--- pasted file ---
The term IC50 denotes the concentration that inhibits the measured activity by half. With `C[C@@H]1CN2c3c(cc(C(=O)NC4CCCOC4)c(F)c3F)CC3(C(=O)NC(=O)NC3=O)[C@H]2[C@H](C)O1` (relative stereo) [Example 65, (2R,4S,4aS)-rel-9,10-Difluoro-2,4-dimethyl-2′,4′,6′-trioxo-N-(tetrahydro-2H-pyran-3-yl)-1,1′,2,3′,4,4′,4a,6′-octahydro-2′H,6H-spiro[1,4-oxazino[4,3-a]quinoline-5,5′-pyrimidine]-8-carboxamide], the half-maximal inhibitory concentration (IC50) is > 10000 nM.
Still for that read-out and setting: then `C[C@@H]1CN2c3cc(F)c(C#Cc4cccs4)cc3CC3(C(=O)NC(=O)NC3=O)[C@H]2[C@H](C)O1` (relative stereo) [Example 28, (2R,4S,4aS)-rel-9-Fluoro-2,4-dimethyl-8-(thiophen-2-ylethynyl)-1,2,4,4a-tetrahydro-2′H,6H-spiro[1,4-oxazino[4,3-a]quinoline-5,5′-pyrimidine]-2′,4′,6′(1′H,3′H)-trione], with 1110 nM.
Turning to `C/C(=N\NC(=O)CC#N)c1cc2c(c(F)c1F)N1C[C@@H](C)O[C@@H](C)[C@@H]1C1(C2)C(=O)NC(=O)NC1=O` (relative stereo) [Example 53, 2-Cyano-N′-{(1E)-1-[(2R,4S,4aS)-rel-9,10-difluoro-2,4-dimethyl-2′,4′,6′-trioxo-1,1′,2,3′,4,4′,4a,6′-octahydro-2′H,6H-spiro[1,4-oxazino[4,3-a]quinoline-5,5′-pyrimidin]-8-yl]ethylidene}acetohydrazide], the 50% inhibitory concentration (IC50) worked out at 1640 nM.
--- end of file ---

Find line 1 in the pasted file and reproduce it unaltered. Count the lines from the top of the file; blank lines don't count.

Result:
The term IC50 denotes the concentration that inhibits the measured activity by half. With `C[C@@H]1CN2c3c(cc(C(=O)NC4CCCOC4)c(F)c3F)CC3(C(=O)NC(=O)NC3=O)[C@H]2[C@H](C)O1` (relative stereo) [Example 65, (2R,4S,4aS)-rel-9,10-Difluoro-2,4-dimethyl-2′,4′,6′-trioxo-N-(tetrahydro-2H-pyran-3-yl)-1,1′,2,3′,4,4′,4a,6′-octahydro-2′H,6H-spiro[1,4-oxazino[4,3-a]quinoline-5,5′-pyrimidine]-8-carboxamide], the half-maximal inhibitory concentration (IC50) is > 10000 nM.